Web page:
When you were little and your teacher asked what you wanted to be when you grew up, you surely didn’t answer “miserable!”  At every stage in life, unhappiness is not a state to which we aspire.  If you would like to learn the essentials to cultivate happiness in your life, read on!

But within our current times of increasing instability, the pursuit of happiness can feel like a taunt rather than an inalienable right.  Still, it’s worth the effort. Emerging research shows that while trauma has a profound impact on the brain, the brain is not as hard-wired as previously thought.

In fact, the most popular class at Harvard University is one in which students learn to train their brains to cultivate what instructor Tal Ben-Shahar calls the ultimate currency: happiness.

“Barring extreme circumstances,” Ben-Shahar says, “our level of well-being is determined by what we choose to focus on (the full or the empty part of the glass) and by our interpretation of external events.”

Why Happiness Matters

Medical evidence suggests being unhappy affects our memory and our capacity to learn while increasing the risk of illness. On the flip side, people who cultivate happiness are more likely to:

  • be more creative, confident, and productive.
  • have a stronger network of allies and friends.
  • be sick less often and get well faster.

How to Support Your Own Happiness

If you would like to train your brain for happiness, consider some of these ideas to help you cultivate happiness:

Decide that you want to be happier.

When you make that decision, you start to notice choices for happiness that you may have missed before. Those choices may be small, such as lying down for 10 minutes when you’re tired rather than powering through a task, but you start to create a habit of seeking happiness that grows.

Acknowledge your feelings.

When you feel distressed, don’t make it worse by beating yourself up for being upset. Do your best to accept your feelings. When you give your feelings respect and attention, they usually begin to shift on their own, and you start to feel better.

Work with your thoughts.

If you’re having thoughts that are hurtful to you, try reaching for a better thought or scenario that you can actually believe.  For instance, if you’re worried about losing your job, recall something stable in your life, whether it’s your partner’s income or your health savings account. When your mind returns to the worry, bring it back to the better feeling thought.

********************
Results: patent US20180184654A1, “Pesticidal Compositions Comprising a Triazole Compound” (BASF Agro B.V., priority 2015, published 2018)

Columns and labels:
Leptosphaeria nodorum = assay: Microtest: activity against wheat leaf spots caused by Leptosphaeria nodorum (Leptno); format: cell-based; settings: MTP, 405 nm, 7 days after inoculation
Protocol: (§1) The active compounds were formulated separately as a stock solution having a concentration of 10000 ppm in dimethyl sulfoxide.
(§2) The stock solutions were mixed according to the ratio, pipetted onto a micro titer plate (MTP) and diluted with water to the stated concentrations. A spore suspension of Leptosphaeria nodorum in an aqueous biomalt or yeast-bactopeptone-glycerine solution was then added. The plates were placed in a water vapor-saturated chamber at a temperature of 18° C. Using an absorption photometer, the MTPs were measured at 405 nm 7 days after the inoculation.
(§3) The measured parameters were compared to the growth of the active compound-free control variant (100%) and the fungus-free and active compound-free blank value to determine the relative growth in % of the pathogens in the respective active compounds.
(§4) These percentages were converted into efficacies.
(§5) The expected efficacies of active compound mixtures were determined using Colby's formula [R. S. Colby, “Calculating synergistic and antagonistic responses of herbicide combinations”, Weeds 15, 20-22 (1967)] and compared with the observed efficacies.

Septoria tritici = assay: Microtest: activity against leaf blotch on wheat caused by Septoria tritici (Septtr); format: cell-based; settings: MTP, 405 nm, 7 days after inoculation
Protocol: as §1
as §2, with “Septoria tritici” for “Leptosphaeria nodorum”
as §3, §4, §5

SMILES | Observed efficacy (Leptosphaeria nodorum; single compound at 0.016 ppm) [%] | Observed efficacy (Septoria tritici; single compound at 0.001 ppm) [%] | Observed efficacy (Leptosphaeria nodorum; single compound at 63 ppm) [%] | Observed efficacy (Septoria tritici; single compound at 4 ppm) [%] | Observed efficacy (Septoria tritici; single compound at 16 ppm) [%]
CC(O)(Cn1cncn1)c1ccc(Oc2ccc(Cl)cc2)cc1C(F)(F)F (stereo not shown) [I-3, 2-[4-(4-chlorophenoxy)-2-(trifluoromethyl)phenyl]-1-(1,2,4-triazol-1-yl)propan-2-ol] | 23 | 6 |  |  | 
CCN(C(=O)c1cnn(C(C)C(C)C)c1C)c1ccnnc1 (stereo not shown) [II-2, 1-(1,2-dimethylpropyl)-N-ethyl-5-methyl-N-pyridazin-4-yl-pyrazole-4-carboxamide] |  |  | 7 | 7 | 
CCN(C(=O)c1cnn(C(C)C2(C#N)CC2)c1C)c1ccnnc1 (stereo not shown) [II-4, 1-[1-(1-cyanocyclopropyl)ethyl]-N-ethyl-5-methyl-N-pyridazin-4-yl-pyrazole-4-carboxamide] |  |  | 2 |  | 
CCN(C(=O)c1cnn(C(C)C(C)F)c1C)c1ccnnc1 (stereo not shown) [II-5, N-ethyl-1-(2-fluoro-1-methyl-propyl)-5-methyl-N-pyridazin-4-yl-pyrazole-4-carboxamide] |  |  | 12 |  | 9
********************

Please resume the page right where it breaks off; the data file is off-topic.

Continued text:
Celebrate success.

Whether it’s the achievement of a major goal or a week when your children got along, take in the accomplishment, and give yourself and your children a pat on the back.

Seek meaning.

Happiness comes from doing something that gives us pleasure and meaning. If your job doesn’t provide that, find something that does. It could be a hobby, volunteering, taking a course, or allowing time to read a book or cook something tasty.

Fulfillment can also come from living a life on purpose.  Finding ways to express your purpose both at work and home will definitely increase your happiness quotient.  Not sure of your Soul purpose or don’t know how to express it more fully in your life?  Consulting your own Soul through the Akashic Records can give you answers to questions about what you actually came to the Earth to do and how to best express that purpose.

Click here for more information about the Akashic Records or to schedule a Reading in the Akashic Records for yourself.

Let your Heart lead the way. 

The Heart Math Institute (HMI) has shown a direct negative influence on brain function when someone is experiencing anger, anxiety, fear, or frustration.  Most of us have been taught in school that the heart is constantly responding to “orders” sent by the brain in the form of neural signals.  However, it is not as commonly known that the heart actually sends more signals to the brain than the brain sends to the heart!

Moreover, these heart signals have a significant effect on brain function—influencing emotional processing as well as higher cognitive faculties such as attention, perception, memory, and problem-solving. In other words, not only does the heart respond to the brain, but the brain continuously responds to the heart.

During stress and negative emotions, when the heart rhythm pattern is erratic and disordered, the corresponding pattern of neural signals traveling from the heart to the brain inhibits higher cognitive functions. This limits our ability to think clearly, remember, learn, reason, and make effective decisions.

Heart rate patterns for frustration and appreciation.

The HMI calls the negative emotions, incoherent emotions, because of what they do to the heart rhythm.

Feel and express gratitude. 

As you can see from the heart patterns above, feeling appreciation or gratitude can positively affect your heart rate and the signals that are sent to your brain.  Spending time daily practicing the feeling of gratitude can not only improve your physical health, but it can also make you smarter. 

We too often take the pleasures of our life for granted. Be grateful for everything that makes your day better, from a colleague’s smile to your morning latte.

In order to focus on gratitude more, many people keep a daily Gratitude Journal where they write down 3 to 5 things they are grateful for each day.  Setting a regular time of day (either first thing in the morning or right before you go to bed) to do this is helpful in creating the habit of gratitude.


As you practice happiness and make it a habit, you’ll find

yourself in a lovely upward spiral that will support

you through challenging times.


Please leave a comment below sharing one change you can make today to increase your Happiness Quotient.


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